Epstein-Barr virus-transformed lymphoblastoid cell lines (LCLs) were generated from the proband (BAB3762), her parents (BAB3763 - mother, BAB3764 - father) and siblings (unaffected full sisters BAB5568, BAB5569, and BAB5570) by the Tissue Culture Core within the Intellectual and Developmental Disabilities Research Center at Baylor College of Medicine. Cells were grown in RPMI 1640 medium containing L-glutamine (Invitrogen) and 10% FBS (Invitrogen).
Array comparative genomic hybridization
Custom-designed array comparative genomic hybridization (aCGH) version 8.1, also containing probes for single nucleotide polymorphism (SNP) analysis, was performed by the Baylor College of Medicine Medical Genetics Laboratories (MGL, http://www.bcm.edu/geneticlabs/) (Agilent Technologies, Inc., Santa Clara, CA) [13–15]. In addition, a high-density custom tiling-path oligonucleotide microarray spanning the SBDS gene and flanking regions [(hg19): chr7:66,422,690-66,480,588] was designed using eArray (http://earray.chem.agilent.com/earray/). The average coverage was 1 probe per 391 bp. Probe labeling and hybridization were performed according to the manufacturer’s protocols with modifications as described .
Pre-capture libraries were prepared using Beckman robotic workstations (Biomek NXp and FXp models). Briefly, 5 μg of genomic DNA in 50 μl volume was sheared into fragments of approximately 400 bp in a Covaris plate with E210 system (Covaris, Inc. Woburn, MA) followed by end-repair, A-tailing and ligation of the Illumina non-barcoded PE adaptors. Pre-capture ligation mediated-PCR (LM-PCR) was performed for 7 cycles of amplification using the 2X SOLiD Library High Fidelity Amplification Mix (a custom product manufactured by Invitrogen). Purification was performed with Agencourt AMPure XP beads after enzymatic reactions. Following the final XP beads purification, quantification and size distribution of the pre-capture LM-PCR product was determined using the LabChip GX electrophoresis system (PerkinElmer).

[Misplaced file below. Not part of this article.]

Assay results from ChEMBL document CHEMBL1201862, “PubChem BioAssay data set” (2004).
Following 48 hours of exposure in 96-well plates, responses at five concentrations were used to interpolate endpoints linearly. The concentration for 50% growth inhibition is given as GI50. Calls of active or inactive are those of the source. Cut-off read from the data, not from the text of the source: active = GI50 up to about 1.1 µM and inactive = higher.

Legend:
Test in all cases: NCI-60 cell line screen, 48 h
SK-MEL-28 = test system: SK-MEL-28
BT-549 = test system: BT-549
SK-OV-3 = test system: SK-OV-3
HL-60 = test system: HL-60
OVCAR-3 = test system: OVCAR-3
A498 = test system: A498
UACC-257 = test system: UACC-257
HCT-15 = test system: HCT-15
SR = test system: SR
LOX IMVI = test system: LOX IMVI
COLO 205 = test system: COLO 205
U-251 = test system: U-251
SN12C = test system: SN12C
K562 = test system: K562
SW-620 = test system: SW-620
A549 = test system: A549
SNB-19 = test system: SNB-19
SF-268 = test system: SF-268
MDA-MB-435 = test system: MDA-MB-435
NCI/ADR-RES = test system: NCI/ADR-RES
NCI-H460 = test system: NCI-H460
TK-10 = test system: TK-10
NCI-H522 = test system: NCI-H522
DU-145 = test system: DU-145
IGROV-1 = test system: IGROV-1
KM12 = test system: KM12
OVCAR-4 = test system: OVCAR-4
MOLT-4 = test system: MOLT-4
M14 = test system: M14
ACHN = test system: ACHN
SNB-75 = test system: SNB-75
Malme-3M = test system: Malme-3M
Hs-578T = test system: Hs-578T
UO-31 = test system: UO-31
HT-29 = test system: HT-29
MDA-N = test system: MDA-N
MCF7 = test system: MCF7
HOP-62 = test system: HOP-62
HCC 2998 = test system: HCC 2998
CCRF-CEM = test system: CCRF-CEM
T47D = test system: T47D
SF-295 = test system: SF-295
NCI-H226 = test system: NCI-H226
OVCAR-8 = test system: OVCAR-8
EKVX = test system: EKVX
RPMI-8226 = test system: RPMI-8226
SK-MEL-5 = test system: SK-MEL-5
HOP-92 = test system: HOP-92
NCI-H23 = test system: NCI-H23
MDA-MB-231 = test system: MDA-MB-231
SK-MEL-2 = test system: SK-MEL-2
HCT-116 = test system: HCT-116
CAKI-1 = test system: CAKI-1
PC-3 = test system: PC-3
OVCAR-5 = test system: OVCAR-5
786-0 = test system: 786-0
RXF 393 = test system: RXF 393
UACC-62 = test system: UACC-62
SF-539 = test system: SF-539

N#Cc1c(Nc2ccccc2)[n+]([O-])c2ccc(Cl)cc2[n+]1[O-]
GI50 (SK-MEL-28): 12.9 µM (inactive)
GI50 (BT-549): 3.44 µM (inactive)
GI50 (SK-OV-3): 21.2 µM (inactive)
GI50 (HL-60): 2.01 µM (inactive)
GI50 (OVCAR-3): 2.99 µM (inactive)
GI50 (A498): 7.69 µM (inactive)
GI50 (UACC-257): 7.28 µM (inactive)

For exome capture, pre-capture libraries (~1 μg) were individually hybridized in solution to the SeqCap EZ Exome 2.0 design (44 Mb, NimbleGen). Human COT1 DNA and 3’-ddC modified hybridization enhancing oligonucleotides were added into the hybridization to block repetitive genomic sequences and the adaptor sequences. Post-capture LM-PCR amplification was performed using the 2X SOLiD Library High Fidelity Amplification Mix with 14 cycles of amplification. After the final AMPure XP bead purification, quantity and size of the capture library was analyzed using the Agilent Bioanalyzer 2100 DNA Chip 7500. The efficiency of the capture was evaluated by performing a qPCR-based quality check on the four standard NimbleGen internal controls. Successful enrichment of the capture libraries was estimated to range from a 6 to 9 of ΔCt value over the non-enriched samples.
Library templates were prepared for sequencing using Illumina’s cBot cluster generation system with TruSeq PE Cluster Generation Kits (Part No. PE-401-3001). Briefly, these libraries were denatured with sodium hydroxide and diluted to 3 pM in hybridization buffer in order to achieve a load density of ~800 K clusters/mm2. Each library was loaded in a single lane of a HiSeq flow cell, and each lane was spiked with 2% phiX control library for run quality control. The sample libraries then underwent bridge amplification to form clonal clusters, followed by hybridization with the sequencing primer. Sequencing runs were performed in paired-end mode using the Illumina HiSeq 2000 platform. Using the TruSeq SBS Kits (Part No. FC-401-3001), sequencing-by-synthesis reactions were extended for 101 cycles from each end. Sequencing runs generated approximately 200 million successful reads on each lane of a flow cell, yielding an average of 19 Gb per sample. With these sequencing yields, samples achieved an average of 91% of the targeted exome bases covered to a depth of 20X or greater.
Data analysis and variant calling